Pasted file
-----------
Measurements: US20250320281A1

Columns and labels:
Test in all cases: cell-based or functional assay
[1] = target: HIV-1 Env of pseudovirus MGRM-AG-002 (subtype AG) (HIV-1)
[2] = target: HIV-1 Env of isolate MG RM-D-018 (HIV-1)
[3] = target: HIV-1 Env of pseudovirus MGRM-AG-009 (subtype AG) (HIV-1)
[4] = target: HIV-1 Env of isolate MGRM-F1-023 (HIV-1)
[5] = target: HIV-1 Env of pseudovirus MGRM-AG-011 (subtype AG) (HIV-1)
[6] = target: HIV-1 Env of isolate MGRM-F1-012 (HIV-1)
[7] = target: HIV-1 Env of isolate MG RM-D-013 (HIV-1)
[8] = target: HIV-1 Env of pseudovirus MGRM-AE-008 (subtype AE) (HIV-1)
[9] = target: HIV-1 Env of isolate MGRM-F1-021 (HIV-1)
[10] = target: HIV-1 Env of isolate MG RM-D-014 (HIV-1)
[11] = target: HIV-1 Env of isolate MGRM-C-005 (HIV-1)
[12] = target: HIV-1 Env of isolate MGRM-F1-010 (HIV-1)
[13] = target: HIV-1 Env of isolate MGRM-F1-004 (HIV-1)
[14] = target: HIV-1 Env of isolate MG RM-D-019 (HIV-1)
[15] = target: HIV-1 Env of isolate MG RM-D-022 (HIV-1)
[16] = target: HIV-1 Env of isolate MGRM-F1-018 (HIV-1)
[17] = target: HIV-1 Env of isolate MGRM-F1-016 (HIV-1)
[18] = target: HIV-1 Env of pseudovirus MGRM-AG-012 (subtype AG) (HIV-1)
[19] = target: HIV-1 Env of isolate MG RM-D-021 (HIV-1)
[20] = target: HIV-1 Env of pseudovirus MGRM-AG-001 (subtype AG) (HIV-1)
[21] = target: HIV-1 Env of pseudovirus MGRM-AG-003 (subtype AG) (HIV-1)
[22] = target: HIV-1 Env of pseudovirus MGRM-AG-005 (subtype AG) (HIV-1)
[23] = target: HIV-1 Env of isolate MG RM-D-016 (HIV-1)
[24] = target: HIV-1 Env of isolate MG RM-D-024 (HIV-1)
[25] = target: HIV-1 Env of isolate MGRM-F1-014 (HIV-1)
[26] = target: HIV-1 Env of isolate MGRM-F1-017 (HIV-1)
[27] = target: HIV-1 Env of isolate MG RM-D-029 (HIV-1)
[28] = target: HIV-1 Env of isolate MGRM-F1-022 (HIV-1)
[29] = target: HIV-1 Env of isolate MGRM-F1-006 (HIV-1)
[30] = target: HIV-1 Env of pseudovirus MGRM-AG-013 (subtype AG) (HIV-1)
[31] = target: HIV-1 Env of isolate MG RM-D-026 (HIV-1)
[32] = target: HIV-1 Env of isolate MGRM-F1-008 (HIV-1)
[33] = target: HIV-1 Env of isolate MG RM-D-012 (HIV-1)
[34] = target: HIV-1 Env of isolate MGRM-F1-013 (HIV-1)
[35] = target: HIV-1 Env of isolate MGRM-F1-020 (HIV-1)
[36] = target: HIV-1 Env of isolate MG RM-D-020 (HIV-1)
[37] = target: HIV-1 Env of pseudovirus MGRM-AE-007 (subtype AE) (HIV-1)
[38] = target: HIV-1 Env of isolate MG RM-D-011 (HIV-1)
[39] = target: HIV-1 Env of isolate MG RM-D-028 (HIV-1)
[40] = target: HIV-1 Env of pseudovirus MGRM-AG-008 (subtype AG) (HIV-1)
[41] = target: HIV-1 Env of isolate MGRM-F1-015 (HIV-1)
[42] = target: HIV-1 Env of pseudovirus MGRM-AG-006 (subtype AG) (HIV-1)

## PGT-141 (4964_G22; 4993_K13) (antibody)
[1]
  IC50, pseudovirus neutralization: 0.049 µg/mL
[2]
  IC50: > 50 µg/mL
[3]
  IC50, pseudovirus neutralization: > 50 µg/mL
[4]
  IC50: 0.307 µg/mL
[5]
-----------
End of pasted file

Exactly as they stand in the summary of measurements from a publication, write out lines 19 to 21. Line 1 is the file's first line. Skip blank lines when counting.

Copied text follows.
[16] = target: HIV-1 Env of isolate MGRM-F1-018 (HIV-1)
[17] = target: HIV-1 Env of isolate MGRM-F1-016 (HIV-1)
[18] = target: HIV-1 Env of pseudovirus MGRM-AG-012 (subtype AG) (HIV-1)